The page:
Be there and listen.
Listen to the story of what happened, without interrupting. Depending on your relationship, just going over to the house and sitting there may be the best thing. If they have 103 people who have already descended on their house, maybe just showing up for a quick hug would be appropriate. But being there and listening was a big one for our group.
Don't ask "What can I do?" or, "Call me if you need anything." Instead, say, "I'd like to do ______ on this____ day. Would that help?" Think about how your gifts intersect with their needs. Can you cook? Do yard work? Babysit the other kids or take them out for ice cream? Clean their house? Give money? If you are an organizer, can you call people and organize meals or a yard cleanup or a house cleaning? Be bold and do it!
After all the friends and family go away and the person is left with an empty house, remember them with cards or e-mails. Go out to coffee with them. Pray for them. Drop flowers off on their doorstep, like one of my sweet anonymous friends did just recently--what a comfort it is to know that people remember and care!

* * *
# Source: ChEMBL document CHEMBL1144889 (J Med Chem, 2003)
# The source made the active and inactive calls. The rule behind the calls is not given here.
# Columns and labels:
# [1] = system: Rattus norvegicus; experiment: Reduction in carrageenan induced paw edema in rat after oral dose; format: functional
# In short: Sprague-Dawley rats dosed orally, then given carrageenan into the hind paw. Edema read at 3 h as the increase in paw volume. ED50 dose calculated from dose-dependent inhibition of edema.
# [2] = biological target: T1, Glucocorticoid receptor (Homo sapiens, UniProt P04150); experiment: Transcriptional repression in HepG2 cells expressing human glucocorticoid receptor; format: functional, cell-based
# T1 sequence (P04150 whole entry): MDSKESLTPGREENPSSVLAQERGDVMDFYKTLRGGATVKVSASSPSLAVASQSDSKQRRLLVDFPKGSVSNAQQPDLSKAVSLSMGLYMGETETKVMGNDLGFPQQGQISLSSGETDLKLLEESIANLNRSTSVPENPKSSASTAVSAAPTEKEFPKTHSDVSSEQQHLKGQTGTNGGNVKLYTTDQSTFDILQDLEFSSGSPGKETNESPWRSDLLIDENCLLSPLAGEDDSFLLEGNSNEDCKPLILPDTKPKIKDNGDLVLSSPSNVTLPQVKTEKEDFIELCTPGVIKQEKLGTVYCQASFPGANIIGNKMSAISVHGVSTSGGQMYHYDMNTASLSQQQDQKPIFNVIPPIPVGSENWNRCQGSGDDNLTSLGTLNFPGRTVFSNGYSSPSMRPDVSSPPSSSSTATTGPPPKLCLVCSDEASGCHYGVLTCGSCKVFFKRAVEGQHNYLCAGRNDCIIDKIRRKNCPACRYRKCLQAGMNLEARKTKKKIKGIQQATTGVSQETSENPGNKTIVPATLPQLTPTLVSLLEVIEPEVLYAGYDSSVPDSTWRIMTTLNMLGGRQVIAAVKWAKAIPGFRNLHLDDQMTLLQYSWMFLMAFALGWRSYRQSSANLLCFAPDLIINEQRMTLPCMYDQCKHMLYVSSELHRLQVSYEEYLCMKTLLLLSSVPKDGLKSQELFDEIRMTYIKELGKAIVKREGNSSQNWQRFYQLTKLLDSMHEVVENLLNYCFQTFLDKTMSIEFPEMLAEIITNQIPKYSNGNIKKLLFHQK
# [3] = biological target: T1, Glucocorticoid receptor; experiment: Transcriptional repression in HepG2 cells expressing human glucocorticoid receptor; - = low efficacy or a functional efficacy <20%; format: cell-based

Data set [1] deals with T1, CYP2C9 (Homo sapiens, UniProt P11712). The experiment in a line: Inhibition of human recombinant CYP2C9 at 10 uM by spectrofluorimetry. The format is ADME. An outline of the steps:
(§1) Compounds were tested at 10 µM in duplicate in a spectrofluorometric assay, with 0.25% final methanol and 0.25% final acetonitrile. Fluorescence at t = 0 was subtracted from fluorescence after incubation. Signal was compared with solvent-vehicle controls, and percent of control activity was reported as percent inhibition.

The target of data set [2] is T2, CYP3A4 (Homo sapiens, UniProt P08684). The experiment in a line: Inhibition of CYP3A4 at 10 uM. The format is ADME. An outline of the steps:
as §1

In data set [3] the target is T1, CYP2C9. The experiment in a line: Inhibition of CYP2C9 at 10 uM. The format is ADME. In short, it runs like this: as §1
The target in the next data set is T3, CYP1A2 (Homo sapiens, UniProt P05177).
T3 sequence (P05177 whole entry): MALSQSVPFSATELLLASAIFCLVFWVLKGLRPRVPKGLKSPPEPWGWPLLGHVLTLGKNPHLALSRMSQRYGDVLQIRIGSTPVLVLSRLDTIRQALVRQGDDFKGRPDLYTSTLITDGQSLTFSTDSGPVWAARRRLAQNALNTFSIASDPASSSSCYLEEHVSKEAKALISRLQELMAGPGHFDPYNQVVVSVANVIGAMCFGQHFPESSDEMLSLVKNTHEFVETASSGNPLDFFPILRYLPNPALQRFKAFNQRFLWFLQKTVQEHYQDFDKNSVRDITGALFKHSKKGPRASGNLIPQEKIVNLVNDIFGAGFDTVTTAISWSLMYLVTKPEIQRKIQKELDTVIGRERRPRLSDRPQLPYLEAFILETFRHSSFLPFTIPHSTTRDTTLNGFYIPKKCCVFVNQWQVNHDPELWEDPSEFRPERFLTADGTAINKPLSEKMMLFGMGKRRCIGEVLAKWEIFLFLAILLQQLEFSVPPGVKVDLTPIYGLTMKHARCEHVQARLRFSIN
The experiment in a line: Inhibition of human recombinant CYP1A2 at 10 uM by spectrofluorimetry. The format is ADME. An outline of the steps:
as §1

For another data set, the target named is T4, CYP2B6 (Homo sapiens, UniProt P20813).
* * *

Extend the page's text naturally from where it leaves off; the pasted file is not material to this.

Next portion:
Talk about their loved one.
Say the child's name. Remember stories about them and don't be afraid to tell them. Get over the fear of tears. Harriet Schiff, author of The Bereaved Parent says, "The reality is that we don't forget, move on, have closure, but rather we honor, we remember, and incorporate our deceased children into our lives in a new way. In fact, keeping memories of your loved one alive in your mind and heart is an important part of your healing journey."
Lastly, don't avoid people who are grieving, because you are uncomfortable or don't know what to say. You've read this whole post, so now you know what to say and what not to. You know what to do and what not to. Your presence will be a gift they will never forget. And if you do these things, guess who will be right there when you lose someone close to you?
When we honestly ask ourselves which person in our lives mean the most to us, we often find that it is those who, instead of giving advice, solutions, or cures, have chosen rather to share our pain and touch our wounds with a warm and tender hand. The friend who can be silent with us in a moment of despair or confusion, who can stay with us in an hour of grief and bereavement, who can tolerate not knowing, not curing, not healing and face with us the reality of our powerlessness, that is a friend who cares. -Henri Nouwen